Author Topic: Layering Colored Pencil  (Read 1016 times)

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Offline Om

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Layering Colored Pencil
« on: December 15, 2005, 08:59:31 pm »
Quick and Dirty Tutorial.

Hard leaded pencils (Prangs) next to Soft leaded (Prismas)
as a general demonstration of how layering works.

-Kai.
"It can't remember the words, but it meant them. In it's liver, it meant them." - Ed, from Digger.

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Offline Skunkster

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Layering Colored Pencil
« Reply #1 on: December 15, 2005, 09:15:56 pm »
Thanks. '<img'> It shouldn't be too late to work a little bit more on that one drawing then. '<img'>

Offline Yip

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Layering Colored Pencil
« Reply #2 on: December 15, 2005, 10:18:02 pm »
One thing to keep in mind, darker colors tend to overpower the lighter ones. By that I mean, once you've made an area dark, it's hard to get it back very white.  So try to plan out your highlights ahead of time and leave space for them.


Oh, and another thing, when mixing colors remember that a color's complimentary can be used to desaturate it.





Offline Skunkster

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« Reply #3 on: December 16, 2005, 12:04:41 am »
Quote (Vararam @ Dec. 15 2005, 8:18 pm)
One thing to keep in mind, darker colors tend to overpower the lighter ones. By that I mean, once you've made an area dark, it's hard to get it back very white.  So try to plan out your highlights ahead of time and leave space for them.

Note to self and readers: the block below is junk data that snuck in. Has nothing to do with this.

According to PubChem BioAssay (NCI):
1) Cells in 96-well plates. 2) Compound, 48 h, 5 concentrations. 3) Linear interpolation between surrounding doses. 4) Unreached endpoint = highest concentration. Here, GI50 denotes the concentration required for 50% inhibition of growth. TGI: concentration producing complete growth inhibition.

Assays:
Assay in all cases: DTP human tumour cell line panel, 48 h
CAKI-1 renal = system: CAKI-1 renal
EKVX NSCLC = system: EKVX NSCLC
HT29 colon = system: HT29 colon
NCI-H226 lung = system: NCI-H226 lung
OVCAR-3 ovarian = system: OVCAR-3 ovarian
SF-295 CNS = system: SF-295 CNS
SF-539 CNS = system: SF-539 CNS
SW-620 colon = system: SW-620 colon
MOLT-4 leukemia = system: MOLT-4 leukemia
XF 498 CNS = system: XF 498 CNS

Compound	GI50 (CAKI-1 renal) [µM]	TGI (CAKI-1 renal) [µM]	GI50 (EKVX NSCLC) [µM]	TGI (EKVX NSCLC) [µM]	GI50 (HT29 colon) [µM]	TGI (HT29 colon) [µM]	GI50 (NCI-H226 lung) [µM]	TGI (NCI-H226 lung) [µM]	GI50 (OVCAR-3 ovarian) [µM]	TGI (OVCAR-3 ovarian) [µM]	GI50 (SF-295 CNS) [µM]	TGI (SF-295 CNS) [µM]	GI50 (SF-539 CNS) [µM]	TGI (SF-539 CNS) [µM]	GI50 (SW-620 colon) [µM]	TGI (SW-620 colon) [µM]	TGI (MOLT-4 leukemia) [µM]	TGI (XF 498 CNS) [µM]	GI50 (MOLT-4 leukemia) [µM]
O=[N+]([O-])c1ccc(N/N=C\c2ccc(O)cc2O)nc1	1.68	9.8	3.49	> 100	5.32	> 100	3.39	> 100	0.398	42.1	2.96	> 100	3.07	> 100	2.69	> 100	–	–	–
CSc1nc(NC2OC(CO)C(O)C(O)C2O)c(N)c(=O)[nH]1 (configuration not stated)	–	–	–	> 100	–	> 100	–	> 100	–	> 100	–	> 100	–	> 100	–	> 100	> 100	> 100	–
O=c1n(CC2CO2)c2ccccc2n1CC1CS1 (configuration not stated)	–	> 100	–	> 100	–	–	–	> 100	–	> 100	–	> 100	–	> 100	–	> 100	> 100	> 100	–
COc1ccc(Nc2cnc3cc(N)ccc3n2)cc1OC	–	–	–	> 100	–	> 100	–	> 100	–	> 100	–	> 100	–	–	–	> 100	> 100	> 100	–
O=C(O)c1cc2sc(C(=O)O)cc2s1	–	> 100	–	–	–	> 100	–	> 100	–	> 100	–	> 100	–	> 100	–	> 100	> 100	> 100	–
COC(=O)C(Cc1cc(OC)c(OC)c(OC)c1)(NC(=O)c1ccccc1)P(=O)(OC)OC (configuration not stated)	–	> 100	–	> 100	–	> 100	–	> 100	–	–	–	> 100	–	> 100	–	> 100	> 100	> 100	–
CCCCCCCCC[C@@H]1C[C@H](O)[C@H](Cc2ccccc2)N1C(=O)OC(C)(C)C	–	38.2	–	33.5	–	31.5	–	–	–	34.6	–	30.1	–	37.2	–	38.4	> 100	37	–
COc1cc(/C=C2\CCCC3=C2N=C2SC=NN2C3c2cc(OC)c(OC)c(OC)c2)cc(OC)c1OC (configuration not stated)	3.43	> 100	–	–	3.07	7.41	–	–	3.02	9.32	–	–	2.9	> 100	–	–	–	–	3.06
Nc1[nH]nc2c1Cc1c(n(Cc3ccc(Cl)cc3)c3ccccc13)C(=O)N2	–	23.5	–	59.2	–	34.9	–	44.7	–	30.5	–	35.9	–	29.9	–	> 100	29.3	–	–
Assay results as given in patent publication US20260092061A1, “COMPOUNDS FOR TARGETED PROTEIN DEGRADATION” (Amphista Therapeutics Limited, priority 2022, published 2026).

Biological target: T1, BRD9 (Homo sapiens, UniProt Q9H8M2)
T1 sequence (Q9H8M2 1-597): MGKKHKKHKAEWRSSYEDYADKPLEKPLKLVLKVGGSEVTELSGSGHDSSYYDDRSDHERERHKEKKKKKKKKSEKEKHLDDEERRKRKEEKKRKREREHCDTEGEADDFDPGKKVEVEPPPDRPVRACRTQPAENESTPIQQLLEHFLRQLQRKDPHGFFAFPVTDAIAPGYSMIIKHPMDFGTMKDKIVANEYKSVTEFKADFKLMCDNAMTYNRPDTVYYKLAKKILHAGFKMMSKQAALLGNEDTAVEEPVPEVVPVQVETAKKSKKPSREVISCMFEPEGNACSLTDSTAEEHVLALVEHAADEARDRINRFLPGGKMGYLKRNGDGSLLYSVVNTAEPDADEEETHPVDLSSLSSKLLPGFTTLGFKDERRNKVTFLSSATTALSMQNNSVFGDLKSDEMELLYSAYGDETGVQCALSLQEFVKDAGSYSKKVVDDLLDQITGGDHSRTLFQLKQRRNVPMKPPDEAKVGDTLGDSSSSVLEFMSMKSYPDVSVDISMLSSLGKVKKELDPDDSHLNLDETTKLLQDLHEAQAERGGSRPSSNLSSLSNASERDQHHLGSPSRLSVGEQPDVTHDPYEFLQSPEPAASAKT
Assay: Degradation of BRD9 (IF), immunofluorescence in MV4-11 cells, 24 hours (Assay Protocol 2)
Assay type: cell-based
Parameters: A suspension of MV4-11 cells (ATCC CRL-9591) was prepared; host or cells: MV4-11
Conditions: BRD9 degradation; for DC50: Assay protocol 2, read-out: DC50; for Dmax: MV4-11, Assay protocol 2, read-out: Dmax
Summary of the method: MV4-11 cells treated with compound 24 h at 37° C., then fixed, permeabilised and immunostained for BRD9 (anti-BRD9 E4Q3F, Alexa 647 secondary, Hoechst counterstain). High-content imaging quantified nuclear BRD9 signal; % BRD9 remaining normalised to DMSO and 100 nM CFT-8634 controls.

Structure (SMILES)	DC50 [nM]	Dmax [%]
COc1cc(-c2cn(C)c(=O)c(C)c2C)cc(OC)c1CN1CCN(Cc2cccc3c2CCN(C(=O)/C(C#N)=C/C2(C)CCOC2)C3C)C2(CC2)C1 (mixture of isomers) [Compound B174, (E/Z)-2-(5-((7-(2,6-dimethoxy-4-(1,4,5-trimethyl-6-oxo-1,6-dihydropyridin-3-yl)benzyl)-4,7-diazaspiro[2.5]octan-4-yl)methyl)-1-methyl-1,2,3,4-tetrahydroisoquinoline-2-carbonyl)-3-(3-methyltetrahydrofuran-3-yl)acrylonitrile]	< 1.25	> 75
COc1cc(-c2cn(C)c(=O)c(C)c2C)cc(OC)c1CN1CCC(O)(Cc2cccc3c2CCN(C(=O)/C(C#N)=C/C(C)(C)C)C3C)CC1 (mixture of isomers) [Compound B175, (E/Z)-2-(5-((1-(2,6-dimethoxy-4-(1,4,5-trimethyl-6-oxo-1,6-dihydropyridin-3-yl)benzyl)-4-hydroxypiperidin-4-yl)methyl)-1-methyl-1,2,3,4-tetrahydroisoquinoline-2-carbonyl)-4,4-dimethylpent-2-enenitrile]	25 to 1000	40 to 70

Oh, and another thing, when mixing colors remember that a color's complimentary can be used to desaturate it.

I learned that unfortunately on the duel drawing that got me asking all these questions. '<img'> But it was knowledge I had no idea what to do with until your post. ':p' (ie, so it happens, now what? ':p' )

But between learning better how to use my scanner, and layering, I've redone a few images and feel alot better about them. I'll probably rework the duel tomorrow and think I can at least get it a little better.

Old Rabbit's gift art turned out about 10 times better I thought. '<img'>

Thanks for the suggestions.

Offline Ulario

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Layering Colored Pencil
« Reply #4 on: December 16, 2005, 08:20:25 am »
What I usually do with colored pencils:

I start with my lightest colors.  

Using the side of my pencil I (VERY LIGHTLY) start filling in my color.  I gradually build up my colors, especially in my shadowy areas.  

If it needs it, I will lightly go over my shadows in a darker shade of the same color.

Never, ever use black to make shadows.
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Offline Skunkster

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« Reply #5 on: December 16, 2005, 08:39:15 am »
Quote (Ulario @ Dec. 16 2005, 6:20 am)
Never, ever use black to make shadows.

Oops. Well too late for three pictures, but I haven't redone the duel yet. '<img'>

Offline Yip

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« Reply #6 on: December 16, 2005, 01:19:28 pm »
Quote (Ulario @ Dec. 16 2005, 5:20 am)
Never, ever use black to make shadows.

That basically goes with what I was saying.  Do not underestimate the power of the dark colors.

You know, even though we are talking about color pencils, a lot of this translates to other media as well. For example, with paint you also want to use black sparingly most of the time because it's such an overpowering color. It takes a lot more light colored paint to lighten the mixture than it takes dark colored paint to darken it. And that's basically how it is with colored pencils too. Only with the pencils you'd have a much harder time even getting it to be that light again.


Another tip for doing shadows (in any media), try adding a bit of the complimentary color to the shadow. It can help liven up a picture (just don't overdo it).  For example, a blue object that's shadows are slightly orangish.

Also, mixing colors is good. If you look at most things they don't have one constant color. Like, I look at the blanket on my bed. It's sort of a magenta color, but I can see areas that look just slightly more bluish from the light coming through the window.  Little things like that can really help a picture.